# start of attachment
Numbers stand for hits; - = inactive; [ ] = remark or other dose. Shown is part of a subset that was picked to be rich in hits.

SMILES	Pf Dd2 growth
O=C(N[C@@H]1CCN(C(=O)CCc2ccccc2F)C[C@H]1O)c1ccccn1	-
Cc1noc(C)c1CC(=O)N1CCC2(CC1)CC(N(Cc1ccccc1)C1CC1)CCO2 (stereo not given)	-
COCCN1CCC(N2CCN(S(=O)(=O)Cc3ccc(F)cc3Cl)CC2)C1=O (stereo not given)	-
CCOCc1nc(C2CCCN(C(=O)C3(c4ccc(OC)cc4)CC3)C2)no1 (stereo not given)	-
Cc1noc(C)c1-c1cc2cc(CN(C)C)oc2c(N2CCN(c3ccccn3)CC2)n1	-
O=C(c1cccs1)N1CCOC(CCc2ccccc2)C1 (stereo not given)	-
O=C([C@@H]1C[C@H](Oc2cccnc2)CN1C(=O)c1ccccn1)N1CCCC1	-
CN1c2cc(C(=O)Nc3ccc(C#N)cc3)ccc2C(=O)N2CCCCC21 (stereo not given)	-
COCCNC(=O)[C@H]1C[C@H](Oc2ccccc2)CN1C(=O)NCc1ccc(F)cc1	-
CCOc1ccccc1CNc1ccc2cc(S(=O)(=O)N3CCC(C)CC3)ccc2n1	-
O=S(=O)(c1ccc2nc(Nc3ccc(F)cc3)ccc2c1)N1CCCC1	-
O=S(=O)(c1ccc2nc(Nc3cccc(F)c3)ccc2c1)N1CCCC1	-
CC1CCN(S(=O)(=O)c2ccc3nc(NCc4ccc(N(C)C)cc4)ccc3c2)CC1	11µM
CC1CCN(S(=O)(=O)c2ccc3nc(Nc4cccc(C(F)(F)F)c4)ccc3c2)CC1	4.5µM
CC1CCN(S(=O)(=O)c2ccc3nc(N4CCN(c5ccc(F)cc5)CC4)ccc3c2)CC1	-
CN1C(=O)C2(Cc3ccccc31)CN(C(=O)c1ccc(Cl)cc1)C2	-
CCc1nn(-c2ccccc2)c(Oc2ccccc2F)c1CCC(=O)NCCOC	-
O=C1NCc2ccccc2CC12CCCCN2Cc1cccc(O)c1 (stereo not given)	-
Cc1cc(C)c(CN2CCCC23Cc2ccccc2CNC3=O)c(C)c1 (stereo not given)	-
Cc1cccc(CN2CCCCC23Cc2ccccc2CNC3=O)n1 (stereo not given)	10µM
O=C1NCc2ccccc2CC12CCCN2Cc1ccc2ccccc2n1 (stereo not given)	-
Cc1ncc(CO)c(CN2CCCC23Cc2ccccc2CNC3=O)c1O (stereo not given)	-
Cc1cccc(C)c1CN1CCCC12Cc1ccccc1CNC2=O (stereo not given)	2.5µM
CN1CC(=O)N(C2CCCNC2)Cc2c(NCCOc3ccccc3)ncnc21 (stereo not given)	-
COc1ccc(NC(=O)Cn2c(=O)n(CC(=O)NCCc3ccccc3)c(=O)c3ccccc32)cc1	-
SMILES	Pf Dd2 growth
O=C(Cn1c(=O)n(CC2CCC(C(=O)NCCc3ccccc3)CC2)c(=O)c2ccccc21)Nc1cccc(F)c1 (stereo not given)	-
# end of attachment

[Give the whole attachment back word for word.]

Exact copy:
Numbers stand for hits; - = inactive; [ ] = remark or other dose. Shown is part of a subset that was picked to be rich in hits.

SMILES	Pf Dd2 growth
O=C(N[C@@H]1CCN(C(=O)CCc2ccccc2F)C[C@H]1O)c1ccccn1	-
Cc1noc(C)c1CC(=O)N1CCC2(CC1)CC(N(Cc1ccccc1)C1CC1)CCO2 (stereo not given)	-
COCCN1CCC(N2CCN(S(=O)(=O)Cc3ccc(F)cc3Cl)CC2)C1=O (stereo not given)	-
CCOCc1nc(C2CCCN(C(=O)C3(c4ccc(OC)cc4)CC3)C2)no1 (stereo not given)	-
Cc1noc(C)c1-c1cc2cc(CN(C)C)oc2c(N2CCN(c3ccccn3)CC2)n1	-
O=C(c1cccs1)N1CCOC(CCc2ccccc2)C1 (stereo not given)	-
O=C([C@@H]1C[C@H](Oc2cccnc2)CN1C(=O)c1ccccn1)N1CCCC1	-
CN1c2cc(C(=O)Nc3ccc(C#N)cc3)ccc2C(=O)N2CCCCC21 (stereo not given)	-
COCCNC(=O)[C@H]1C[C@H](Oc2ccccc2)CN1C(=O)NCc1ccc(F)cc1	-
CCOc1ccccc1CNc1ccc2cc(S(=O)(=O)N3CCC(C)CC3)ccc2n1	-
O=S(=O)(c1ccc2nc(Nc3ccc(F)cc3)ccc2c1)N1CCCC1	-
O=S(=O)(c1ccc2nc(Nc3cccc(F)c3)ccc2c1)N1CCCC1	-
CC1CCN(S(=O)(=O)c2ccc3nc(NCc4ccc(N(C)C)cc4)ccc3c2)CC1	11µM
CC1CCN(S(=O)(=O)c2ccc3nc(Nc4cccc(C(F)(F)F)c4)ccc3c2)CC1	4.5µM
CC1CCN(S(=O)(=O)c2ccc3nc(N4CCN(c5ccc(F)cc5)CC4)ccc3c2)CC1	-
CN1C(=O)C2(Cc3ccccc31)CN(C(=O)c1ccc(Cl)cc1)C2	-
CCc1nn(-c2ccccc2)c(Oc2ccccc2F)c1CCC(=O)NCCOC	-
O=C1NCc2ccccc2CC12CCCCN2Cc1cccc(O)c1 (stereo not given)	-
Cc1cc(C)c(CN2CCCC23Cc2ccccc2CNC3=O)c(C)c1 (stereo not given)	-
Cc1cccc(CN2CCCCC23Cc2ccccc2CNC3=O)n1 (stereo not given)	10µM
O=C1NCc2ccccc2CC12CCCN2Cc1ccc2ccccc2n1 (stereo not given)	-
Cc1ncc(CO)c(CN2CCCC23Cc2ccccc2CNC3=O)c1O (stereo not given)	-
Cc1cccc(C)c1CN1CCCC12Cc1ccccc1CNC2=O (stereo not given)	2.5µM
CN1CC(=O)N(C2CCCNC2)Cc2c(NCCOc3ccccc3)ncnc21 (stereo not given)	-
COc1ccc(NC(=O)Cn2c(=O)n(CC(=O)NCCc3ccccc3)c(=O)c3ccccc32)cc1	-
SMILES	Pf Dd2 growth
O=C(Cn1c(=O)n(CC2CCC(C(=O)NCCc3ccccc3)CC2)c(=O)c2ccccc21)Nc1cccc(F)c1 (stereo not given)	-